- The compiler will generate Debug and Release directories according to where and how your Output Directory (Project -> Properties -> General) is set (for example “.\bin\$(ConfigurationName)”). In your Debug folder you should have debug DLLs, and in the release folder you should have release DLLs. Debug DLLs commonly have the suffix _d at the end of the filename. Likewise, check that in your Debug configuration you are linking to Debug libraries with a _d suffix (Properties -> Linker -> Input -> Additional Dependencies).
- Run the application through Visual Studio (by clicking the green “Start Debugging” icon in the toolbar). Don’t run it by clicking on the exe.
- If something is wrong with your code, usually Visual Studio will point to the line that caused the crash. If this is the case, a yellow arrow pointing directly at the line means that it is that very line which caused the crash. If it is a green arrow, that means Visual Studio could only trace the crash up to that point, and the root of the crash is deeper.
- Check your stack trace. This is in a box on the bottom right named “Call Stack”. This shows the last lines the application stepped through before a crash. (Sometimes people will ask for this if you need help with a crash)
- Check the Ogre.log file for any abnormal messages like errors. This is generated in your application directory by default. Lines starting with OGRE_EXCEPTION are ones to look out for especially.
- Do you have all the required DLLs? Ogre on it’s own requires OgreMain(_d).dll, but there may be other libraries that you are linking to which the application requires. For example, if you’re using any CG shaders, make sure you have cg.dll, AND load the Plugin_CgProgramManager(_d).dll. You may use CEGUI, which requires the following: CEGUIBase(_d).dll, CEGUIExpatParser(_d).dll, CEGUIFalagardWRBase(_d).dll and OgreGUIRenderer(_d).dll. If you’re using OIS for input, you’ll need OIS(_d).dll.
- Search the Ogre forums, or Google, to see if anyone has had a similar problem.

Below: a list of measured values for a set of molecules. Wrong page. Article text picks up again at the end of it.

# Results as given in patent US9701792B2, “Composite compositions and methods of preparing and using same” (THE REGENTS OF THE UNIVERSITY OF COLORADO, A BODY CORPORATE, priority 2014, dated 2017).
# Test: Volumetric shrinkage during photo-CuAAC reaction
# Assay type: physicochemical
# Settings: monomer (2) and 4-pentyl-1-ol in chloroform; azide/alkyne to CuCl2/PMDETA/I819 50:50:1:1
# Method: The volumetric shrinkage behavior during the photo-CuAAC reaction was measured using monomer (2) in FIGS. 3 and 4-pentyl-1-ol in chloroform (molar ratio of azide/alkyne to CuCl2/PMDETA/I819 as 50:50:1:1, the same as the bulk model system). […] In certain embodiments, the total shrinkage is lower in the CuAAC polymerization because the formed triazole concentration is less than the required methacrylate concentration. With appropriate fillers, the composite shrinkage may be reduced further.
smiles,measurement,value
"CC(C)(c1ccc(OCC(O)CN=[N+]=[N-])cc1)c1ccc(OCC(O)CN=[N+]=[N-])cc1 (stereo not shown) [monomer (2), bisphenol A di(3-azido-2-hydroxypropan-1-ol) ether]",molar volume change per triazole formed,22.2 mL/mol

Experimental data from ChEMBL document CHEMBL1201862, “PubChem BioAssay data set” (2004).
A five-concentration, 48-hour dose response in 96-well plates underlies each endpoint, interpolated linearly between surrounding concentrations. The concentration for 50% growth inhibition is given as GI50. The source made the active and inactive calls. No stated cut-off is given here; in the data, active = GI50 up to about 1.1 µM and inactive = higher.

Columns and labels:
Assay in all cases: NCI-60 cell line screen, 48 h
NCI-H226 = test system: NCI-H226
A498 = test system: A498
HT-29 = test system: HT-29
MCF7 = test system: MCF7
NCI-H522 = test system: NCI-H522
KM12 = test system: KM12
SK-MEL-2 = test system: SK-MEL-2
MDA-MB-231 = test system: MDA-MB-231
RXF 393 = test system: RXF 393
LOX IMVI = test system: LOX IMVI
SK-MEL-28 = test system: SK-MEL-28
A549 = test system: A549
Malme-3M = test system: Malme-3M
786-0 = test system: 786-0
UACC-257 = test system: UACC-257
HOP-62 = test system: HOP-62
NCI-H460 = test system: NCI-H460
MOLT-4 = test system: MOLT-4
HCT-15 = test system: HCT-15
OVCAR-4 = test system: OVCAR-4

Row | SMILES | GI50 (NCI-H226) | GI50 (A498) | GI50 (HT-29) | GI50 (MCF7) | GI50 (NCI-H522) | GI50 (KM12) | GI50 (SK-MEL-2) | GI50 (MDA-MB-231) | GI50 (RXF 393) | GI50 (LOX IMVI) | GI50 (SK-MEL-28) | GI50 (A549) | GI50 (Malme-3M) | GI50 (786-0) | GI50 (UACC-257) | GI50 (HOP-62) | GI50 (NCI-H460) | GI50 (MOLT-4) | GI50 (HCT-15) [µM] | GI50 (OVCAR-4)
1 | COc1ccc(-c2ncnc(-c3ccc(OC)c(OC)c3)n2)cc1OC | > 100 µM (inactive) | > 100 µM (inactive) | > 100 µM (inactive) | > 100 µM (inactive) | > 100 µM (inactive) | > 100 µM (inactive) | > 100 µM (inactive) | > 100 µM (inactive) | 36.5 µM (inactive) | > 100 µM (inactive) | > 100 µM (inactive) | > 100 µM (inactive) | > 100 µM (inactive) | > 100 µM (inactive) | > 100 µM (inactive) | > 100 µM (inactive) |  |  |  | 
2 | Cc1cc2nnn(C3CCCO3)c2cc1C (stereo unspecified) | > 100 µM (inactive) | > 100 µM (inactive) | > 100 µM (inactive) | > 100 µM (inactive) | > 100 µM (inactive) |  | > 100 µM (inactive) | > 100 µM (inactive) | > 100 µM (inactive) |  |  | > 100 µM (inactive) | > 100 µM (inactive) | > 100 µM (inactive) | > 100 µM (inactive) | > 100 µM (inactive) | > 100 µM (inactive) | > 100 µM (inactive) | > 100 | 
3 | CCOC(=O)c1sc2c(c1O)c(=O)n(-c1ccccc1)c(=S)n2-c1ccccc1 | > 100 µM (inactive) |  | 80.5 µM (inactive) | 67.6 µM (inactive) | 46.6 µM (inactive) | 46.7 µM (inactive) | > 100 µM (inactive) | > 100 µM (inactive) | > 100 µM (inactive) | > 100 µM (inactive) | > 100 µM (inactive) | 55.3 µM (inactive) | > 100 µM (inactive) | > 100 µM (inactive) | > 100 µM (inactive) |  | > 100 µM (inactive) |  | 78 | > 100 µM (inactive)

- Post your problem in the Ogre forums. We’re happy to help. :)
Other things to check:
- Are the contents of your plugins.cfg and resources.cfg correct? Make sure the paths are correct.
- Do you have any referenced but undeclared pointers? The compiler is blind to this problem. If you have not initialised the pointer, and try to reference it, the application will crash at runtime. See here.
I get errors when compiling!
error: SomeHeader.h: No such file or directory
The compiler cannot find the header file(s) you specified. If these are library headers that it cannot find, you need to tell Visual Studio where to find them. Go to: Project -> Properties -> C/C++ -> General -> Additional Include Directories and add the include directories where the headers can be found. (In Ogre’s case that would be C:\OgreSDK\include)
fatal error LNK1104: cannot open file “SomeLibrary.lib”
Similarly, Visual Studio cannot find the file you’re trying to link against. Go to: Project -> Properties -> Linker -> General -> Additional Library Directories and add the directory where the library can be found.
error LNK2001: unresolved external symbol
These are a pain for beginners, and they look daunting. What it means is that the compiler cannot find the implementation of a function (.cpp) that was specified in a header file (.h). Your application may build fine, but when the compiler starts to pull all of the application together (linking), it spits out those errors. Almost ALWAYS, this is to do with not linking a certain library. According to what the unresolved external errors are suggesting, is the library that you need to link to. e.g. if it’s a load of Ogre functions, that means you haven’t linked to OgreMain.lib. Go to Project -> Properties -> Linker -> Input -> Additional Dependencies and add it.